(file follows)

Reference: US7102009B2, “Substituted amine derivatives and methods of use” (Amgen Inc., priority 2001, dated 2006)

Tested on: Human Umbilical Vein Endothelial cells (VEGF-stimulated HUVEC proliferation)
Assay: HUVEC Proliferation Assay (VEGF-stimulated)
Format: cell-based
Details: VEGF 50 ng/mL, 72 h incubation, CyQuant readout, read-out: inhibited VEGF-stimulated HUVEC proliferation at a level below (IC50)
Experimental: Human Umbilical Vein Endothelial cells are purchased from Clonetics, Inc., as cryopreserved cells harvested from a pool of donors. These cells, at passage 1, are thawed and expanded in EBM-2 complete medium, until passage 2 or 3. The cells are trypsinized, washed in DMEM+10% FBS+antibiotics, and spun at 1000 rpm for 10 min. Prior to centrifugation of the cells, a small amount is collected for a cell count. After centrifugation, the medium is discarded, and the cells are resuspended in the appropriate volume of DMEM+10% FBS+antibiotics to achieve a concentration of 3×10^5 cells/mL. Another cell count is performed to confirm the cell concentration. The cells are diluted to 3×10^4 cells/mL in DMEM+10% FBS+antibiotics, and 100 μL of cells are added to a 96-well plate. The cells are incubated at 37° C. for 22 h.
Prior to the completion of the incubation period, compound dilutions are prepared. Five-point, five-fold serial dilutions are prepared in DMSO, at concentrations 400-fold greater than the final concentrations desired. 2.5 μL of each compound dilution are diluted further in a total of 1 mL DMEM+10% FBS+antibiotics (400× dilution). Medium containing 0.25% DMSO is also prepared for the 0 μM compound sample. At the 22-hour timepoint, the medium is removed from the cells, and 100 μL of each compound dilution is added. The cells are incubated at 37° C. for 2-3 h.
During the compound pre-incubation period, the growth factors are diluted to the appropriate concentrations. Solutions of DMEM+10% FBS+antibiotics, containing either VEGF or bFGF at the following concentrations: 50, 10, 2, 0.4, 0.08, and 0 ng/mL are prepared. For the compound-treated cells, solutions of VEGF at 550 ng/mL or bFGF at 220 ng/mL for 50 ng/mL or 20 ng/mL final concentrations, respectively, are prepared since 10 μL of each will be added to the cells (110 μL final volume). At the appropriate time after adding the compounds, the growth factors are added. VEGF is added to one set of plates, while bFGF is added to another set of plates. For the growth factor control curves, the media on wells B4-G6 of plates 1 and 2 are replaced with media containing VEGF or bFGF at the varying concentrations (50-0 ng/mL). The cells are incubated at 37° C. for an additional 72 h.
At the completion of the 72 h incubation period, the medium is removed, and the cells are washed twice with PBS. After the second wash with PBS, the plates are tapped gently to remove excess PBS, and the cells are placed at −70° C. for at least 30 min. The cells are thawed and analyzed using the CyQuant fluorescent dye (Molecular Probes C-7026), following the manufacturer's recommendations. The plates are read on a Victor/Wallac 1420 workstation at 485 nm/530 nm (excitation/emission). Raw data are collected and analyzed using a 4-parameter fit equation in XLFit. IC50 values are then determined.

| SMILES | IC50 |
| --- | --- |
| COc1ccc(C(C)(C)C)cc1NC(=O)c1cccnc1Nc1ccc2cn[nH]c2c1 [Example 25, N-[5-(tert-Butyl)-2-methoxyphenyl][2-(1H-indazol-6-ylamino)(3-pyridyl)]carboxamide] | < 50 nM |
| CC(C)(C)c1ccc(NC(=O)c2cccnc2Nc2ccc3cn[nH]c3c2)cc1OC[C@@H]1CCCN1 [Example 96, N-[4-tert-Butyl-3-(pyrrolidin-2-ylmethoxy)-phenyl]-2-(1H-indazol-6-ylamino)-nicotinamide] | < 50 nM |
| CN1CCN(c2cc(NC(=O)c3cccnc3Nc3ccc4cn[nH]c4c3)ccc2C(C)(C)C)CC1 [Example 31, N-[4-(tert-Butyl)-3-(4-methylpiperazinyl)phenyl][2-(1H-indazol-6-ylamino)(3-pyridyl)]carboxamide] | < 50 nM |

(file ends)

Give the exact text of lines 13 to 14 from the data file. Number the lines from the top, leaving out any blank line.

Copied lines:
| CC(C)(C)c1ccc(NC(=O)c2cccnc2Nc2ccc3cn[nH]c3c2)cc1OC[C@@H]1CCCN1 [Example 96, N-[4-tert-Butyl-3-(pyrrolidin-2-ylmethoxy)-phenyl]-2-(1H-indazol-6-ylamino)-nicotinamide] | < 50 nM |
| CN1CCN(c2cc(NC(=O)c3cccnc3Nc3ccc4cn[nH]c4c3)ccc2C(C)(C)C)CC1 [Example 31, N-[4-(tert-Butyl)-3-(4-methylpiperazinyl)phenyl][2-(1H-indazol-6-ylamino)(3-pyridyl)]carboxamide] | < 50 nM |